- August 25, 2017

On 25 August 2017, the CRPD Committee held the Day of General Discussion (DGD) on the Right to Equality and Non-discrimination (Article 5) in the lead up to the development of a general comment. This event was organised with the support by the German Permanent Mission to the UN, the CRPD Committee Secretariat and the International Disability Alliance. The DGD gathered CRPD Committee members, Representative from States, National Human Rights Institutions, civil society organisations, including organisations of persons with disabilities, and academia, to discuss on key issues under Article 5, which will hopefully contribute to the work of the CRPD Committee.

The DGD had opening remarks by OHCHR officials, the Chair of the Kenyan National Commission on Human Rights and the Chair of the CRPD Committee Member, Ms Theresia Degener. Following the opening, the DGD session was structured in 3 panels on 1) Disability–Based Discrimination and Intersectionality, 2) Justiciability and Enforcement of Equality and Non-Discrimination in the context of disability and 3) Distinguishing Reasonable Accommodation, Special Measures and Obligations under Accessibility.

Among other things, many participants highlighted the importance of addressing different forms of discrimination, including intersectional discrimination, and different common confusions of different concepts such as limiting reasonable accommodation to issues of accessibility, or confusing it with specific measures. Disaggregated data by age, sex, impairment, but also by ethnic background, socio-economical condition, among others, was noted as being key for identification of situations of structural discrimination.

Silvia Quan, IDA's Senior Adviser on Human Rights, provided closing remarks of the Day of General Discussion. She highlighted the need that the Committee formally adopts the language of “transformative equality,” as this is the notion that better reflects the paradigm shift and the obligations brought by the CRPD. She also stressed on the need that a general comment on Article 5 highlights from the outset the States duty to closely consult and actively involve organisations of persons with disabilities in the design, implementation and evaluation of legislations and policies.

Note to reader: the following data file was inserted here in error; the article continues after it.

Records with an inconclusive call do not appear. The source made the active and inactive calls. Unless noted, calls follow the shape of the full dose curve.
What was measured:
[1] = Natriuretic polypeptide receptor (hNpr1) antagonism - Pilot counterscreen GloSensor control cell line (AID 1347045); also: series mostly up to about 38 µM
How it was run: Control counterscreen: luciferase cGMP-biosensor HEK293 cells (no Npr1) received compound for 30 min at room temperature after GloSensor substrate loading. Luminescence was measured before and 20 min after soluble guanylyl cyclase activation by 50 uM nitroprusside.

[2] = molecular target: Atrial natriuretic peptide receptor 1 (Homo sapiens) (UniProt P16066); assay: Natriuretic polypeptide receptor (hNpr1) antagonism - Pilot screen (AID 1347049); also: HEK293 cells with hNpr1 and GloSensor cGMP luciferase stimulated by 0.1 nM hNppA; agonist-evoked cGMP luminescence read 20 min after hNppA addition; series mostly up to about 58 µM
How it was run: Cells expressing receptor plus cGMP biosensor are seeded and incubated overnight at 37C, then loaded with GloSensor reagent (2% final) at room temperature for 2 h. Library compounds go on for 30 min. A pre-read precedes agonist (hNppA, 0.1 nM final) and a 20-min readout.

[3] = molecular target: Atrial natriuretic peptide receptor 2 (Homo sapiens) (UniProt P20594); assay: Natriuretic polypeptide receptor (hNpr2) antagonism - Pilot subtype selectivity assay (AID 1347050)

Silvia Quan providing closing remarks of the Day of General Discussion.

Silvia Quan also called for covering all kinds of discrimination, including denial of reasonable accommodation and discrimination by association, and highlighted the need to pay special attention to marginalised groups, including among persons with disabilities, such as persons with intellectual, psychosocial and/or multiple disabilities, women, girls and boys with disabilities, and persons with disabilities with diverse gender identity and sexual orientation. In particular, the CRPD Committee should make absolutely clear that reasonable accommodation is of immediate application, provide concrete and detailed guidance to States for them to ensure provision of reasonable accommodation in connection with all rights and distinguish this obligations from related concepts such as accessibility, specific measures, procedural accommodation, etc.. In particular, the issue of whether reasonable accommodation is also due to associates to persons with disabilities should be addressed. See also IDA´s submission for this DGD.

FRA, GANHRI and IDA side event during the Day of General Discussion
FRA, GANHRI and IDA, with the sponsorship of the OHCHR and the Permanent Missions of Mexico and New Zealand, co-hosted a side event during the CRPD Committee Day of General Discussion on Article 5 of the Convention on the Rights of Persons with Disabilities. The side event focused on the key roles of organisations of persons with disabilities and national human rights institutions in “SDGs-CRPD implementation and monitoring”. It has been webcasted and remote sign language interpretation and captioning have been provided.

Panellists highlighted the need to ensure support, including technical support, to organisations of persons with disabilities to enable them to appropriately involve in legislation and policy decision making processes, in particular to ensure a thorough understanding of the CRPD provisions. Furthermore, it was highlighted that national human rights institutions have a key role to play for monitoring CRPD implementation, including through the use of human rights indicators. A common concern was the pressing need for States to collect disaggregated information on persons with disabilities, notably by employing the Washington Group Set of Questions in next national censuses.

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Category: CRPD Committee